Baked Turkey-Quinoa Meatballs with Cucumber Raita

I gave a luncheon on Saturday for six in which I did NOT cater to my gluten-eating, okay-with-lactose friends in any way.

Rather, I served a meal that I felt everyone would like, but it was designed—from soup to nuts—for the two of us who had gluten and dairy sensitivities.

Minority rules! Way to go!

Challenge #1: The original recipe—Incredibly Healthy and Tasty Quinoa and Turkey Balls at the FeedRight for People blog—called for chopped olives. Big problem. The spouse is opposed to olives of any shape, colour, or taste. (Where did I find this man? you may well ask.) On the other hand, I love olives and knew they would add terrific flavour to the dish.

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Creamy Tomato-Quinoa Soup

Remember when tomatoes tasted like tomatoes? No? Well…you may have to be of a certain age. Today, the only time tomatoes come close to tasting like the real thing is during the harvest season when field tomatoes are available.

FYI: According to a New York Times article, scientists have recently discovered “a genetic reason that diminishes a tomato’s flavor even if the fruit is picked ripe and coddled.” Briefly, producers, appealing to consumers who wanted lush red tomatoes, unwittingly bred in a mutation that reduces the sugars that contributed to the tomato taste. Sigh.

So…back in my kitchen where I’ve purchased baskets of field tomatoes whose lives will end in my soup pot.

In the early days of this blog, I posted a family favourite soup in which a small amount of peanut butter, rather than cream, was added to reduce the acidity of the tomatoes and make it okay for the lactose-intolerant. Now I’ve upgraded the original recipe by adding a dollop of cooked quinoa for some healthy protein and crunch.

This soup is creamy, rich, and delicious—hot or cold.

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Dieter’s Pad Thai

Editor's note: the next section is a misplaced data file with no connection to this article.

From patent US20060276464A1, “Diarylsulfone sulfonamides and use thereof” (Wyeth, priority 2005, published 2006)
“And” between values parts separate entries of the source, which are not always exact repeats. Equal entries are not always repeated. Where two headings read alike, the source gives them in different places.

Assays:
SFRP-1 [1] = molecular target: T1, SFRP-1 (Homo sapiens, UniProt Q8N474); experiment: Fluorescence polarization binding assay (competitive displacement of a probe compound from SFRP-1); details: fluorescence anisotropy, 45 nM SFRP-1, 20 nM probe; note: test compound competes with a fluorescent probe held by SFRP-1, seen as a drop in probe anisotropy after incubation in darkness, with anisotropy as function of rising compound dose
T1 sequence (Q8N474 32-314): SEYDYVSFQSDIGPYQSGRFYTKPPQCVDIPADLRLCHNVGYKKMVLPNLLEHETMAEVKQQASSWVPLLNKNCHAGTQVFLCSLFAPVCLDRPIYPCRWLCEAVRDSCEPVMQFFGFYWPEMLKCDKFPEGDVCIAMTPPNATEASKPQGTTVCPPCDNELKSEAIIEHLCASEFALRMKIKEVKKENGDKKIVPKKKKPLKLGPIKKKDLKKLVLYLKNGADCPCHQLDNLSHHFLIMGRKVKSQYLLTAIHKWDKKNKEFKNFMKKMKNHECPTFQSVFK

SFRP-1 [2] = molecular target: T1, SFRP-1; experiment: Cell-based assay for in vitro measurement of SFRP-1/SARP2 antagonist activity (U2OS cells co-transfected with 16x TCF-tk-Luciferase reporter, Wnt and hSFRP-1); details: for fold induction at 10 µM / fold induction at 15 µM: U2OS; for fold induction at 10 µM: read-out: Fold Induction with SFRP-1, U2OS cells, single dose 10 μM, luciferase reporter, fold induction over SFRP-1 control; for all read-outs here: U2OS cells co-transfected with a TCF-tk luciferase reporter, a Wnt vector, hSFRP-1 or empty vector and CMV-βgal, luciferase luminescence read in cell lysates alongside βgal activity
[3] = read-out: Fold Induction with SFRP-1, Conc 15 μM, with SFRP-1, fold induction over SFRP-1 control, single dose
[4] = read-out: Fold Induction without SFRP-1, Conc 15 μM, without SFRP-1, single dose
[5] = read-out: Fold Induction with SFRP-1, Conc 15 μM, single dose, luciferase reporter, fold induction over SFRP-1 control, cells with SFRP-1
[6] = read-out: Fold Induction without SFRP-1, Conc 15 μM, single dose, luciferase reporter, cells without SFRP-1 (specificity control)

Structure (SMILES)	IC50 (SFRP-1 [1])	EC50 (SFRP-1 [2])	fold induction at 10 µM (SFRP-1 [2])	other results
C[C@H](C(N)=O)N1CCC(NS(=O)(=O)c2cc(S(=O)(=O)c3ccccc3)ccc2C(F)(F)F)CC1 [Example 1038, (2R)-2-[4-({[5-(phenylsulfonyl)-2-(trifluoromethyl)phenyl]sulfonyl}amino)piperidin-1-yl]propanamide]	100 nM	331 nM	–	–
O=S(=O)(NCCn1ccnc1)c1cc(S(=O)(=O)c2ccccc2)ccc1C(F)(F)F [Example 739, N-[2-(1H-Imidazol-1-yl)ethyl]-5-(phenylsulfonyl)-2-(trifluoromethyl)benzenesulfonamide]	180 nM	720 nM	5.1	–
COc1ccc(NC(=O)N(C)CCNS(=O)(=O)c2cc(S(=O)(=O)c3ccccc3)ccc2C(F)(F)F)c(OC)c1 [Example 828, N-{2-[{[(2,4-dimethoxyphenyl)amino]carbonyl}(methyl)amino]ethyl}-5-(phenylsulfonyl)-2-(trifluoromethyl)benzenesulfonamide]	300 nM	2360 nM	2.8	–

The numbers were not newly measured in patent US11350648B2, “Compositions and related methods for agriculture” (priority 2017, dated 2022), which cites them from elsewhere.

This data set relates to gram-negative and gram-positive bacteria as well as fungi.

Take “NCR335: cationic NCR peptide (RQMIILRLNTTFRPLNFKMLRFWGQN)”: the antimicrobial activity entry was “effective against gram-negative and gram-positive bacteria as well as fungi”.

Look, Ma, no oil!

Look, Ma, no oil!

This lower-calorie, delicious version of Pad Thai includes the spicy peanut sauce but avoids the use of oil, doesn’t use an egg, cuts back on the amount of noodles, and adds vegetables. 

The trick here is to prepare all the ingredients in advance before the last step, which involves combining everything together—it only takes about 2 minutes!  Here’s how to do it.

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Makes 4 servings

Step 1: Make the Sauce

Sauce Ingredients

  • ¼ cup wheat-free soy sauce
  • ¼ cup water
  • ¼ cup peanut butter
  • ¼ cup artificial sugar
  • ¼ cup rice vinegar
  • Chili paste to taste (I use 1 tsp. but we’re conservative)

Sauce Directions: Mix together all ingredients.  The peanut butter will not mix in completely but break up into small bits.

Step 2: Cook the Rice Noodles

 You can use any type of rice noodle.  My choice is rice vermicelli, which has two qualities: one good and two bad. 

  • The good quality is that it cooks in about 1-2 minutes in boiling water. 
  • The bad qualities are (1) it is packaged in incredible long strands that will clump into a ball into your Pad Thai, and (2) if you try to break up the dry vermicelli, you will have pieces of it all over your kitchen. (You can trust me on both of these!)

 Noodle Ingredients: 80 grams or 3 oz. rice vermicelli, weighed dry

 Noodle Directions:

  1. Bring water to boil in a pot.
  2. Put in rice vermicelli
  3. Cook for 1-2 minutes until soft.
  4. Drain water.
  5. Using kitchen shears, snip cooked vermicelli into small lengths.

Step 3.  Prepare the Vegetables

 You can vary the vegetables and the amounts.  However, it’s important not to add so many vegetables that you don’t have enough sauce to go around.

Vegetable Ingredients

  • 1 bunch scallions, sliced
  • 1-2 cups bok choy, chopped finely
  • 1-2 cups mushrooms, enoki, shitake, or king oyster
  • 3-4 cups bean sprouts

 Vegetable Directions

  1. Prepare scallions, bok choy, and mushroom and put into a bowl.
  2. Put bean sprouts in separate bowl.  It will be added to the dish at the end of cooking.

 Step 4: Make the Garnish

 Garnish Ingredients:

  • ½ cup peanuts